© THE BIGHOUSE
The Studio, featuring light-flooded ceiling-to-floor windows.
Since 2000, commercial photographer Calvin Lockwood has lived “over the shop” in the turn-of-the-century, 17,000-square-foot warehouse he bought in 1993. Castleberry Hill, Lockwood’s Atlanta neighborhood, is filled with old and storied industrial buildings, many of which have been rehabbed into live/work spaces during the last twenty years.
Originally built as a dry goods store, Lockwood’s building has served a variety of functions—including many years as “the Atlanta Chicken Coup,” a poultry hatchery—before falling into neglect and disrepair. The job of gutting the place was monumental. The roof leaked badly, the brick and granite walls were covered in old plaster, and the bead-board ceilings and heart-of-pine columns were covered with layers of lead-based paint. The floors lay beneath ancient linoleum and office carpet. After putting in immeasurable sweat equity, Lockwood hired an architect to help transform the old building into the gorgeous facility it is today.
With three shooting spaces to choose from: Studio, Loft and Granite Room, The BigHouse has been a warm and welcoming location for all varieties of photo shoots, videos and commercials. Many of the film and TV shoots take place in the 3,300-square-foot Loft, in part because of its 300 amps of power, gourmet kitchen and freight elevator. A spiral staircase leads to a sunroom and upper roof deck with spectacular views of the Atlanta skyline. Rates for the Loft start at $1,000 per day.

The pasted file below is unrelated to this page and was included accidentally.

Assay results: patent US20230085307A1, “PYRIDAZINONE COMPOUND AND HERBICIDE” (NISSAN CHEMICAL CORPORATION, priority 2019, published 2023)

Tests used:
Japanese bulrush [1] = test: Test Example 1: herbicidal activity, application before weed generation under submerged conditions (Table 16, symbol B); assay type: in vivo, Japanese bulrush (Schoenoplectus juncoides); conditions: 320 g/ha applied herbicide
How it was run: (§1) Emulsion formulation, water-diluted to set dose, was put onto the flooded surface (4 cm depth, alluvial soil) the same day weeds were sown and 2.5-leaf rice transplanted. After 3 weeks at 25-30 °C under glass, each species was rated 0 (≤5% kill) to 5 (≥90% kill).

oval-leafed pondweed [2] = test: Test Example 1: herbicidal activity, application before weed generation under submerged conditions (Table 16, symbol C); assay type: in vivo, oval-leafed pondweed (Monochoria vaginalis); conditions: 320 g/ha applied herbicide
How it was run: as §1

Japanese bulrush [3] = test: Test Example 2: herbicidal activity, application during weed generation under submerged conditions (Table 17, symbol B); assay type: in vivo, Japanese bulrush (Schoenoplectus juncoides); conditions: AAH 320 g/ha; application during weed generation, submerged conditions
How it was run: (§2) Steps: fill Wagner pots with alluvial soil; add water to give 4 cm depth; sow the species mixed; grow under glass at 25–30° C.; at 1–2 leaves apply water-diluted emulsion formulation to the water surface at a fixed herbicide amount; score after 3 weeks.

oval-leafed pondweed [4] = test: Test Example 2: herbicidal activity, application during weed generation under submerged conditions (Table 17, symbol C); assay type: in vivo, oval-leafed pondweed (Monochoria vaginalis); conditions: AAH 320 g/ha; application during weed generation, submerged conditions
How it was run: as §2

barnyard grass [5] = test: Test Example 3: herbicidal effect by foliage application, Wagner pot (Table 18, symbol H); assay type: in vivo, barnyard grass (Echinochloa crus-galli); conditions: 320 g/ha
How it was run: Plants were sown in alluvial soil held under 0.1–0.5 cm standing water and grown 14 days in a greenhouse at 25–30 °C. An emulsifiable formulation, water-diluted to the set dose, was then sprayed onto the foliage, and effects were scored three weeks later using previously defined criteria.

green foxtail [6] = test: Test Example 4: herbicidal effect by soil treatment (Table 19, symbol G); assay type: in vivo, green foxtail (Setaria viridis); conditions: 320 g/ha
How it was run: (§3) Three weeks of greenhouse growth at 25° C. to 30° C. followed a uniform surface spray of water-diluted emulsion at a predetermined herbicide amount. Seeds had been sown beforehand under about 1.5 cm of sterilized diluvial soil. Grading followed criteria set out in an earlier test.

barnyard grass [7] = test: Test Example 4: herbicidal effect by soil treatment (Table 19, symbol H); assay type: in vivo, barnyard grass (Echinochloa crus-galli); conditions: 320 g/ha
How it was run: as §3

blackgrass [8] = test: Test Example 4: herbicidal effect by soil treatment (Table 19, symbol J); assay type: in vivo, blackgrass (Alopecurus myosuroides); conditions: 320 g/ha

The 3,000-square-foot Studio, with floor-to-14-foot-ceiling windows and eastern exposure, is equipped with a loading dock, cyc wall, kitchen, hair and makeup area, and large, comfortable client lounge with high-speed wireless internet. Rates start at $800 per day. “There are less expensive studios if you just need a cyc wall,” Lockwood says. “But most people shoot here for the environment; the brick and granite walls, the heart-of-pine floors and the big windows.”
A main priority in the renovation of this wonderful old building, Lockwood says, was to keep the spaces as open and airy as possible for photography. “The studio has the red brick and the loft has painted brick,” he says. “I tried to create as many different backgrounds as possible without sacrificing the look.” He couldn’t have done a better job.
The 800 square-foot Granite Room, named for its beautiful walls of exposed granite, features frosted glass block windows and western exposure. In addition to being used for shoots, this space is often rented out for art shows, with varied rates.
Sales and rentals of equipment are conveniently close by, at 330 Peters Street, with free delivery and pickup to and from the Big House.